The mobility revolution is in full speed, and everyone is working on finding ways to prepare, mitigate, and respond. The way we travel will change dramatically over the next few years. Click the links below to read top news articles and stay informed on the topic!

 From policy guides to national alliances and new leadership, cities are stepping up to coordinate responses to new mobility developments. Transportation for America released a policy guide for micro-mobility and the City of Seattle has appointed a “Mobility Czar” to ensure timely and coordinated responses across municipality departments.





Although e-scooters are expanding opportunities for local commute and travel, the new technology may be causing more harm than expected. Disability rights activists are suing scooter companies for violating ADA regulations and cluttering sidewalks and ramps with scooters; and U.S. hospitals have treated more than 1,500 patients for scooter-related injuries in the past year. Find out how the City of Austin is staying ahead of these potential dangers with the installation of specialized parking spots for dockless vehicles.




Despite the growth in alternative modes of transportation, our cities still struggle with unequal representation in the field of transportation itself and are therefore creating transit systems that fail to serve all riders. A new study reveals that women only represent 15% of the transportation workforce. It also found that “women are roughly half as likely as men to take advantage of new transit lines, in large part because of a concern for personal safety”. A similar occurrence can be seen with the unequal representation of ethnic minority groups in the transportation industry. Despite the fast growth in cycling among Hispanic, African-American and Asian-American riders, minority neighborhoods have seen fewer investments in bike facilities and continue to face higher risk  of accidents and crashes.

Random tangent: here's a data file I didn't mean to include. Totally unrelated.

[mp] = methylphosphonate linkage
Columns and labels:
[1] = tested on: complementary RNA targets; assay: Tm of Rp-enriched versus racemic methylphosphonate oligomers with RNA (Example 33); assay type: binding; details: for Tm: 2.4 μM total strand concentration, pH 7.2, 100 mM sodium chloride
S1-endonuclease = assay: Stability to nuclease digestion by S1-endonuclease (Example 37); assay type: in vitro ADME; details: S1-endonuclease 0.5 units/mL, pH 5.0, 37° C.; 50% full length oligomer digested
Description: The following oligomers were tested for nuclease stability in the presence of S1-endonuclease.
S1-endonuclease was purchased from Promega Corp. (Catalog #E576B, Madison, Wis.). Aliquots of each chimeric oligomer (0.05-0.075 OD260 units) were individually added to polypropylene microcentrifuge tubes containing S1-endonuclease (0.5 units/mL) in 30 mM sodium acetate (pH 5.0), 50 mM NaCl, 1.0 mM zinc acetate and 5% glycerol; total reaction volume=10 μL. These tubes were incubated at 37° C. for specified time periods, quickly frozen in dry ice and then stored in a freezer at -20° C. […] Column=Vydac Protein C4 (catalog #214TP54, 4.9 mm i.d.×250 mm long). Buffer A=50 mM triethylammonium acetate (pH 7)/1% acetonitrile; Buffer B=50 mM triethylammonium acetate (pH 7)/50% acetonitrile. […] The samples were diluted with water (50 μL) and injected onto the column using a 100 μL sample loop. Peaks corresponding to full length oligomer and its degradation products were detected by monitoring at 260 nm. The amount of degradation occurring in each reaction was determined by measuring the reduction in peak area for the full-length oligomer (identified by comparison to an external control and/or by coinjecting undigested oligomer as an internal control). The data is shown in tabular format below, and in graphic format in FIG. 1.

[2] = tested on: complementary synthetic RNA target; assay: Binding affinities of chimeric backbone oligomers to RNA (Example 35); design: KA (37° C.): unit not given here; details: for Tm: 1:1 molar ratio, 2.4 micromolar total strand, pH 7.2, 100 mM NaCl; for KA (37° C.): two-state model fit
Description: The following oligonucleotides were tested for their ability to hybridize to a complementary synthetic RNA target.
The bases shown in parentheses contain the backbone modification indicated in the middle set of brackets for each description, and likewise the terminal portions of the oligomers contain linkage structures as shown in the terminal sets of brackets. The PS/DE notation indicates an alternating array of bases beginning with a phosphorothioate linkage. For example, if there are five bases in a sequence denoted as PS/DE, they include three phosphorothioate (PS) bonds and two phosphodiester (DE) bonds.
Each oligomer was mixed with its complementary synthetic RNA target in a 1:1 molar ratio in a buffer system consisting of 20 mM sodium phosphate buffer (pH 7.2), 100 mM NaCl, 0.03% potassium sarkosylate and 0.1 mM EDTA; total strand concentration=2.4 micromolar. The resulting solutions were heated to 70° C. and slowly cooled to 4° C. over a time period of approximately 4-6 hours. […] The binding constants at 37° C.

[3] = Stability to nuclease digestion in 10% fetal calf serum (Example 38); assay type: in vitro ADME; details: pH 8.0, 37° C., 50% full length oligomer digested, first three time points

As our cities continue to balance the design of streets for diverse users (e-scooters, bikes, autonomous vehicles, buses, etc.), let’s remember to inform ourselves with data and measure the effectiveness of our decisions. StreetLight Data Inc., debuted a new tool that will measure vehicle, bike, and pedestrian traffic without the use of physical sensors. StreetLight Data collects location data from more than 70 million devices in the U.S. and Canada and is able to ascertain the real-time location and movement of approximately 20% of an area’s traffic, and project congestion, directional flows, and origin/destination information.



And finally, the most recent of all micro-mobility developments! The sit-down electric scooter. A new company, OjO launched the scooter share in Austin and hopes to expand to other cities in the U.S. We’re keeping our eyes peeled to see how this will change mobility for groups with disabilities and Baby Boomers.